Today we christened our bikes by going for a 15-kilometre ride along part of The Great Glen Way (117 kilometres of cycle and walking path that goes from coast to coast across the Highlands between Fort William and Inverness) which runs alongside the Caledonian Canal. We started at Neptune’s Staircase where the locks are situated. On the way we saw boats going up and down Loch Lochy and a stand-up paddle boarder. It was a great towpath to take for our first outing as there are only cyclists and walkers to deal with. The scenery along here is stunning.
Next, we visited Glenfinnan Monument and Visitor Centre and Museum. Glenfinnan monument marks where Bonnie Prince Charlie raised his Highland army. The monument is a tall column topped by a statue of a kilted highlander and was erected in 1815 on the spot where Bonnie Prince Charlie raised his standard (flag) and rallied the Jacobite clans in 1745 marking the start of his ill-fated campaign which ended 16 months later at Culloden. The north end of Loch Sheil where he sailed into is very picturesque.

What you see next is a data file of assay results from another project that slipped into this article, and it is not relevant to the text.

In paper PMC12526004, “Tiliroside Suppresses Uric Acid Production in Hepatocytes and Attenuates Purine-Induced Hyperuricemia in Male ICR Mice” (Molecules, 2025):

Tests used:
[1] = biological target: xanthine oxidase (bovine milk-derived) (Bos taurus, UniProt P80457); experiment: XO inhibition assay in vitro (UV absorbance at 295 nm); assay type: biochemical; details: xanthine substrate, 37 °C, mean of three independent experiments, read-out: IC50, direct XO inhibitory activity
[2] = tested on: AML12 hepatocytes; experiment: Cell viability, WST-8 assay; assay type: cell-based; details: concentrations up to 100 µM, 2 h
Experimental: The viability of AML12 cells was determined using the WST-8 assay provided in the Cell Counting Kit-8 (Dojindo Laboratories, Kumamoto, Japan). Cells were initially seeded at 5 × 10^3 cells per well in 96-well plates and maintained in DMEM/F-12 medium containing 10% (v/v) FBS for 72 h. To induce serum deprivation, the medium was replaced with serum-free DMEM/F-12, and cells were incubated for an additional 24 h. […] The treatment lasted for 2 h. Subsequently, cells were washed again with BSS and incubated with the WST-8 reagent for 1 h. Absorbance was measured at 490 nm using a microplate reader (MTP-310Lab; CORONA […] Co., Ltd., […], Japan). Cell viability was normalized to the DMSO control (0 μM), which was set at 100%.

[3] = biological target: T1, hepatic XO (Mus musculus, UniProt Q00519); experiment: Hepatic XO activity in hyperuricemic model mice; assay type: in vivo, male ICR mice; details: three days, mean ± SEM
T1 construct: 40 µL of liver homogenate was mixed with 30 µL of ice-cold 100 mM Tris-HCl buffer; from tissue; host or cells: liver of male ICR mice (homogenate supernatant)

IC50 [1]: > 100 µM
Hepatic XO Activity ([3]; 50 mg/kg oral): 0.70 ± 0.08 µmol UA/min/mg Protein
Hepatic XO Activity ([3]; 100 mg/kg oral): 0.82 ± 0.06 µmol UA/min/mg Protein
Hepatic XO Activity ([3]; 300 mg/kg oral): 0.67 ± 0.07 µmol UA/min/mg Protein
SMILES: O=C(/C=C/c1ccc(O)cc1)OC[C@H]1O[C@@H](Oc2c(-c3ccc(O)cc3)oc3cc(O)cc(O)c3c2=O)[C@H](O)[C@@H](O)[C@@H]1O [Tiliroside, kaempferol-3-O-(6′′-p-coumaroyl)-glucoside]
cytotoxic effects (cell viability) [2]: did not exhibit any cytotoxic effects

The Visitor Centre Museum recounts the story of the Jacobite rebellion in 1745 when Bonnie Prince Charlie’s loyal clansmen marched and fought their way from Glenfinnan to Derby and back north to their final defeat at Culloden. It has excellent displays which detail the history of this event and a 7-minute audio explaining the events which took place.
This area is also a pilgrimage for steam train enthusiasts and Harry Potter fans. A short distance from the Visitor Centre is a path which leads to the famous viaduct, the same one we passed over on a steam train a few weeks ago. Today we were two of the people sitting on the hill waiting for the train to pass so we could capture the same moment that was portrayed in the Harry Potter movie. I think seeing the train pass along the viaduct had more of an effect on me than being in the train as it passed over.
We then drove to the Ardnamurchan Peninsula which lies due west of Fort William and camped on a layby along the road overlooking the Sound of Arisaig for the night. The view of the islands Eigg and Muck from here is magnificent and the noise of the waves crashing onto the rocks is very peaceful. This is the view from our campsite at 10 pm tonight as the sun sank below the island of Eigg.